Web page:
Saturday, December 10, 2005

More on Free Speech

Melanie Phillips is reporting that you can now receive a visit from the police in Britain if you publicly question the right of homosexuals to adopt children. My question in this post is not your opinion on same sex marriage or adoption. But why would anyone imagine that a plainly-stated opinion on such matters qualifies as a "homophobic incident" in need of cautionary policing?

Homophobia is a concept rooted in the fact that we all learn our desires from each other. For example, when we see a very beautiful person, we may simply gaze in awe, needing no other confirmation of this truth of nature, and often feeling no desire to hold or own this beauty. But this is an exception to the rule: most of the time, our natural instincts are subject to cultural mediation. We turn to our fellows to confirm or deny our desire. On a scale of one to ten...

I may not normally be focussed on homoerotic imaginings, but when exposed to them I may well have reason to think I risk falling under their spell, under the other's desire, unless I make an effort to reject them. To the other, this effort may appear a denial of sexual possibilities that are in me if only I could throw off the chains of my repressive past and let them out. The term "homophobia" was first coined to refer to people's denial of a homosexual possibility in at least a good number of us, if not in everyone, and more generally to the denial of the culture of (especially male) homoeroticism that some quite reasonably suggest was at the origin of all erotic culture.

What homophobia has to do with one's opinion on marriage and family is a whole other question, I won't try to figure now. Suffice to note that the assumption implicit in the alleged crime of homophobia, i.e. that we are irrationally fearful of certain natural human desires, makes me wonder what the very concept of homophobia, or phobias more generally, have to do with the policing mentality: "Your professed desire is good/bad; you know it's in you, or at least in human nature, why don't you just admit it or at least celebrate it for others".

The essence of policing is in stopping and winning confession of dangerous desires. The desire for free speech lies in the powerlessness of some desire, and the possibility the powerless might have, if free to speak, to make the powerful respond to their verbal provocations. The truly powerful don't have to talk, and it may well be in their interests not to: if you have to assert your authority, it's a sign you might not have it. A great king is mostly silent; he simply raises a finger or eyebrow and all in court will know and follow his desire. The great king shuts himself up to protect the established community from desire, from too much speech.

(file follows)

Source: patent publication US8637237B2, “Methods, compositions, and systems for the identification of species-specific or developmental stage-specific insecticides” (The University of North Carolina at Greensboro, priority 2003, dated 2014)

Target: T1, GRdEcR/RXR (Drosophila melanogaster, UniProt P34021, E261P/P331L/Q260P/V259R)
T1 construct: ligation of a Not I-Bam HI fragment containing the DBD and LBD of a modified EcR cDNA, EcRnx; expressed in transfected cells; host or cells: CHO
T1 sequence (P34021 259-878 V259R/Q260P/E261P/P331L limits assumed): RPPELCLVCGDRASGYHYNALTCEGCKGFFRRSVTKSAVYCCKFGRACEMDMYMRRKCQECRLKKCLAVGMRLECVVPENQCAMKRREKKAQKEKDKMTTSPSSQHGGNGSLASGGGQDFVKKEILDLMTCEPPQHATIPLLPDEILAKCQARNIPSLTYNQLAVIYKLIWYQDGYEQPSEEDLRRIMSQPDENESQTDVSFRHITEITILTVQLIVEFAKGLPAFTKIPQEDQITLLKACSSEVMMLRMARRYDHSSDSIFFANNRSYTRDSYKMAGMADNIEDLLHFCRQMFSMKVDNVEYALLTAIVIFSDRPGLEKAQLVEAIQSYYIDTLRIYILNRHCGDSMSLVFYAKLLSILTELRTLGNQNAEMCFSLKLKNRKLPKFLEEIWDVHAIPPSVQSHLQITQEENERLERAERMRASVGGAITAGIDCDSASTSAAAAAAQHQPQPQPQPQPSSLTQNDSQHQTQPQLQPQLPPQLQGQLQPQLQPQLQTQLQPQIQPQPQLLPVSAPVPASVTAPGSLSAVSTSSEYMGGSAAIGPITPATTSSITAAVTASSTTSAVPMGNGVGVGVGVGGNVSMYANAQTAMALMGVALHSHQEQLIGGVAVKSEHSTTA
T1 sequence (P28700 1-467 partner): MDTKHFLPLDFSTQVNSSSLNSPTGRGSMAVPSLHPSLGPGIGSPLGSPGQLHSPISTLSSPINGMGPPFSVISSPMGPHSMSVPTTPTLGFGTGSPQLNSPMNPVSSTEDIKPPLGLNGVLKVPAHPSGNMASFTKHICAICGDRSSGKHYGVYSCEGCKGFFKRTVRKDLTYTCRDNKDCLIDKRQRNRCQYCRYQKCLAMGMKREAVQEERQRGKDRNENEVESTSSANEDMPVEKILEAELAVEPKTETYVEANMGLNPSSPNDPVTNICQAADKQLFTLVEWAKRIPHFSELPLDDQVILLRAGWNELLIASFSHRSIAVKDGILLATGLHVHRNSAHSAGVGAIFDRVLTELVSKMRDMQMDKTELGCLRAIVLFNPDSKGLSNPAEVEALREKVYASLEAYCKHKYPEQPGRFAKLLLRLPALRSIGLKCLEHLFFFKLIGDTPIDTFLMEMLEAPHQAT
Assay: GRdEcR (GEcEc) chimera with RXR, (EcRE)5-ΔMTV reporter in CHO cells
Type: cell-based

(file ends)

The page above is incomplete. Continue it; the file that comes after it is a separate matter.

But what is the essence of policing and free speech in a world where everyone can do pretty much anything they desire (beyond violence or theft), except, it increasingly seems, speak freely of a desire for a world in which certain boundaries are maintained in the name of a conservative concept of freedom in society?


ambisinistral said...

Looks like another Free Speech vs Hate Speech issue to me.

Many years ago I read a book (I've long since forgotten the title of the book) about the passing of Prohibition. One of the interesting points the author made was that one of the reason prohibition passed was because it was so hard to argue against. Pro Prohibition folks could argue that drinking was bad, while the anti Prohibition people had to craft far more abstract arguments against it.

There is a similar dynamic with the Hate Speech/Crimes issue. Spouting venemous rhetoric, or even worse assualting somebody over their race, life-style or opinions, is clearly wrong. However, arguing that legislating against hate is not the solution, in fact might be a problem, is much harder sell. Who wants to defend hate?

For example, I don't see why killing a person because they're black is worse than killing a person to get the contents of their wallet, but how do you argue against something that will potentially keep a killer behind bars longer?

It is cases like the one cited that are the real problem with these types of laws. Cases that deal not with the crystal clear hate mongers, but ones that lie right along the line drawn in the midst of the shades of grey of life.

There is never a solution, not even a common sense standard, to those shade of grey hate crime issues. Everyone ends up erring on the side of caution. That leads to police being overly zealous and the chilling of any potentially controversial speech. That causes the line in grey to creep into ever more strident territory.

Rick Ballard said...